Ty Gibbs and Noah Gragson ended the 2022 season as something less than best pals.
Across much of last year’s Xfinity Series season, they wrestled and wrecked in search of the championship, and all of the issues bubbled over in the final weekend as they approached the title race at Phoenix Raceway. It was almost as close as two combatants could make it — Gibbs won the race (and the title) by .397 of a second over second-place Gragson, who was charging for the front but ran out of laps.
Their rivalry took a rest for the offseason, but soon they’ll be on the same playing field — although a larger, more important one — again, seeking wins and the Rookie of the Year title in the Cup Series. Gibbs will be driving for his family-owned team, Joe Gibbs Racing, and Gragson moves to Cup with Legacy Motor Club, formerly Petty GMS.
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Both drivers were aggressive — sometimes overly so, said some of their competitors — last season, and there is little reason to think their methods of operation will change at the next level. Lack of experience might be their speed limit, but expect them to poke their noses in tight spaces and, perhaps, into each other.
“I don’t like him,” Gragson said of Gibbs approaching last year’s final Xfinity race. “I want to beat him straight up. It pisses him off a lot more.”
In addition to racing at the top level of the Xfinity Series last year, Gragson and Gibbs got some unexpected Cup experience in similar circumstances. Gibbs filled in for Kurt Busch at 23XI Racing after Busch was injured at Pocono Raceway, and Gragson substituted for the injured Alex Bowman at Hendrick Motorsports late in the year. Gragson also drove some Cup races for Kaulig Racing and Beard Motorsports.
Illustrating how tight their competition could be in their first full season in Cup, Gragson and Gibbs recorded very similar statistics in both Cup and Xfinity last year. Gibbs won seven Xfinity races, Gragson eight. Gragson had 26 top 10s, Gibbs 23. In Cup, Gragson had one top five and one top 10, with an average finish of 23.1. Gibbs had one top 10 and an average finish of 22.9.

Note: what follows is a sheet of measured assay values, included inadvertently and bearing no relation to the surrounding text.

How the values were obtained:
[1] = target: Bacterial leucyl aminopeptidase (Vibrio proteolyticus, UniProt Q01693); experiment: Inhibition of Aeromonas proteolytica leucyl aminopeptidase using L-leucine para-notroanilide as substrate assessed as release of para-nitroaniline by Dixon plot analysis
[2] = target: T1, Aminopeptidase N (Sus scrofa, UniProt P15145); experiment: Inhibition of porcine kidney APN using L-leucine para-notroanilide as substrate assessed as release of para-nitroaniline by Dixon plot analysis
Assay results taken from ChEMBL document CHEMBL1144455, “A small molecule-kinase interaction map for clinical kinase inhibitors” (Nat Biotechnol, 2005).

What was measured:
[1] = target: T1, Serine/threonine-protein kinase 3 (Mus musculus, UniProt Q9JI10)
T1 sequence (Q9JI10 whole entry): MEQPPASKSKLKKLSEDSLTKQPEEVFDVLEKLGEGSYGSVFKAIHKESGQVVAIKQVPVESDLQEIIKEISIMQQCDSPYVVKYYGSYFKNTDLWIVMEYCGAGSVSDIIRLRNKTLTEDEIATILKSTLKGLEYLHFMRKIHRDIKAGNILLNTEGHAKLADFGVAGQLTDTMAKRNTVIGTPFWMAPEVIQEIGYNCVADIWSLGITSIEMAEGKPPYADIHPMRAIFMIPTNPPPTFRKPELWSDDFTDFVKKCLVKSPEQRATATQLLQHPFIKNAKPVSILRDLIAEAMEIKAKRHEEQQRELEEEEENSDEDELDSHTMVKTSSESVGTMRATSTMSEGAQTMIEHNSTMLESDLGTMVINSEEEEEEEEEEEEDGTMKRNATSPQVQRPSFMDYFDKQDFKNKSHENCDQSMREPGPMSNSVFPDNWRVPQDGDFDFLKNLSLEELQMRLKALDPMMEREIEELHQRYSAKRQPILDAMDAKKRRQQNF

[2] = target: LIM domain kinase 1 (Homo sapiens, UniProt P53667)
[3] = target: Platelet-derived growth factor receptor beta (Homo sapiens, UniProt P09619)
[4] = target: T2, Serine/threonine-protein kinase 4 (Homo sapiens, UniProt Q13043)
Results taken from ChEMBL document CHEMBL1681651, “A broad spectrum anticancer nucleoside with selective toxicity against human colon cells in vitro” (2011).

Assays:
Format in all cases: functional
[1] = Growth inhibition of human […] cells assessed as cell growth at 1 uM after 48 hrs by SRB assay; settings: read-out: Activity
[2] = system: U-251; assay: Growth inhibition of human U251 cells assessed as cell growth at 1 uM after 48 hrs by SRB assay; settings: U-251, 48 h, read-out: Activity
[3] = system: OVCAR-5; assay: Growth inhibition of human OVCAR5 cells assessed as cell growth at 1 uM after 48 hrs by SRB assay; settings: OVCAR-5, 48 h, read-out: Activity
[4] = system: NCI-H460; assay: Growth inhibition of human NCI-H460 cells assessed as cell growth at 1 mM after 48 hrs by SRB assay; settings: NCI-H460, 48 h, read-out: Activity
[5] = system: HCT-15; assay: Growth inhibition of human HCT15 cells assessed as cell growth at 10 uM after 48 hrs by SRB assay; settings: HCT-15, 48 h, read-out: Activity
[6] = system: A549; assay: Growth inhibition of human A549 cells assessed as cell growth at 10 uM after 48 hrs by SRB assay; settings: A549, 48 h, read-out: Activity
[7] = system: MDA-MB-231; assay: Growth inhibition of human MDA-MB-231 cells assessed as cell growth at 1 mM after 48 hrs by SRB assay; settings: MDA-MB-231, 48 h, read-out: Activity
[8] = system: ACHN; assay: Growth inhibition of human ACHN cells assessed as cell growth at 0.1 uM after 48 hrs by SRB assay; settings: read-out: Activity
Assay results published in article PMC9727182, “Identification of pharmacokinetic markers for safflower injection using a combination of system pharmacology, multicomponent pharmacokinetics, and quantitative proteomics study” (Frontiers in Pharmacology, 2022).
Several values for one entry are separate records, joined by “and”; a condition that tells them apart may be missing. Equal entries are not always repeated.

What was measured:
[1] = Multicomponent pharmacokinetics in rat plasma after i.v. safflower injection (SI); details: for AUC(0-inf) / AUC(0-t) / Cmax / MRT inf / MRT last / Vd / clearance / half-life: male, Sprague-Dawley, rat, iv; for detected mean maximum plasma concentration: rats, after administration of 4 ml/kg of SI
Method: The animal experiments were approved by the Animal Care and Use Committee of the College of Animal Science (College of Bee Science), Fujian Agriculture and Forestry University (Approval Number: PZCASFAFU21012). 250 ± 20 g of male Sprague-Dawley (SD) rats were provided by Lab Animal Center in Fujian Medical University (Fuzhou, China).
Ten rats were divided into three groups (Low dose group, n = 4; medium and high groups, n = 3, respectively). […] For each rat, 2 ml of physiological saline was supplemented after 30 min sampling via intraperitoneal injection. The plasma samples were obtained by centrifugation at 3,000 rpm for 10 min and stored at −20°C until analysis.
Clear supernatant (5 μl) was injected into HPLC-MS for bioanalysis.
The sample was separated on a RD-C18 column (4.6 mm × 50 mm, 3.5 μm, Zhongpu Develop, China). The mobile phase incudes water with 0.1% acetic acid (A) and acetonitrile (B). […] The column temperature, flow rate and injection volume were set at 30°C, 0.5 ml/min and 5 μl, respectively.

Although neither pushed their top-flight cars to wins in Cup, that experience is likely to pay big dividends as the 2023 season starts.
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“Getting that extra experience, kind of having a preconceived thought of what I should expect for this year — it’s nice having that experience going into this year, not just getting thrown in cold turkey and saying, ‘Go race.’ ” Gragson told NBC Sports.
“The shifting is a lot different now. We have five-speed sequential. At Atlanta, I ran around there for four laps and the whole dash was lit up red. I couldn’t figure out why. I’m like, ‘Oh, shoot, there’s five gears in this thing.’ I’d run around there in fourth gear the whole time and shifted to fifth. So, little things like that that you start to learn about the car and the differences of being so familiar with the Xfinity car and now getting thrown into a different situation — it’s nice to have a little bit of experience.”
Gibbs had a top finish of 10th (at Michigan Speedway) in the 23XI Racing Toyotas.
“I think it was very beneficial to have those Cup races,” he told NBC Sports. “A lot of work, but I learned a lot during those times.”